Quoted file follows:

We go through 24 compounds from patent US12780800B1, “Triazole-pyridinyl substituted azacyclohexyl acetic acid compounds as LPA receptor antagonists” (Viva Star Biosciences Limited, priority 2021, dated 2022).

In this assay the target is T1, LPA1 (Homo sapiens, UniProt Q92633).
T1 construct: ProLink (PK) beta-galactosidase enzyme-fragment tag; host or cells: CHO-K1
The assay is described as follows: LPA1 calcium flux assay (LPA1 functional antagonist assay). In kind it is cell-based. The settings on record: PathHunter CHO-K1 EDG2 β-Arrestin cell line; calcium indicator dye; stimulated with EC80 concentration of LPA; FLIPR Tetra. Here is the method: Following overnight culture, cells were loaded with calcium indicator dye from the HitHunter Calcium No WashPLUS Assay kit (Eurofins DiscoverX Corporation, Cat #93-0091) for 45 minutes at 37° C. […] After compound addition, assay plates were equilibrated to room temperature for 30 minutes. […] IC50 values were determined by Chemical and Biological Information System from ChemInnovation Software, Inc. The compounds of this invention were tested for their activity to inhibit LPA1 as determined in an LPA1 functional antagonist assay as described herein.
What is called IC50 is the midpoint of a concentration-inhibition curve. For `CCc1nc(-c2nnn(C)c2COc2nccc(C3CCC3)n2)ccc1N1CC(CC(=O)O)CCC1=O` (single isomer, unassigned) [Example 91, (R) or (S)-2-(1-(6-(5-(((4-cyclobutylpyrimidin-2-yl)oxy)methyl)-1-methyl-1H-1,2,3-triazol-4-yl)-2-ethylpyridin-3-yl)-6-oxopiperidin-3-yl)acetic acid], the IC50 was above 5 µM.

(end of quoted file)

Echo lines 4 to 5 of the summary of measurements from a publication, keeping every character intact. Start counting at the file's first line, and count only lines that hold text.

The assay is described as follows: LPA1 calcium flux assay (LPA1 functional antagonist assay). In kind it is cell-based. The settings on record: PathHunter CHO-K1 EDG2 β-Arrestin cell line; calcium indicator dye; stimulated with EC80 concentration of LPA; FLIPR Tetra. Here is the method: Following overnight culture, cells were loaded with calcium indicator dye from the HitHunter Calcium No WashPLUS Assay kit (Eurofins DiscoverX Corporation, Cat #93-0091) for 45 minutes at 37° C. […] After compound addition, assay plates were equilibrated to room temperature for 30 minutes. […] IC50 values were determined by Chemical and Biological Information System from ChemInnovation Software, Inc. The compounds of this invention were tested for their activity to inhibit LPA1 as determined in an LPA1 functional antagonist assay as described herein.
What is called IC50 is the midpoint of a concentration-inhibition curve. For `CCc1nc(-c2nnn(C)c2COc2nccc(C3CCC3)n2)ccc1N1CC(CC(=O)O)CCC1=O` (single isomer, unassigned) [Example 91, (R) or (S)-2-(1-(6-(5-(((4-cyclobutylpyrimidin-2-yl)oxy)methyl)-1-methyl-1H-1,2,3-triazol-4-yl)-2-ethylpyridin-3-yl)-6-oxopiperidin-3-yl)acetic acid], the IC50 was above 5 µM.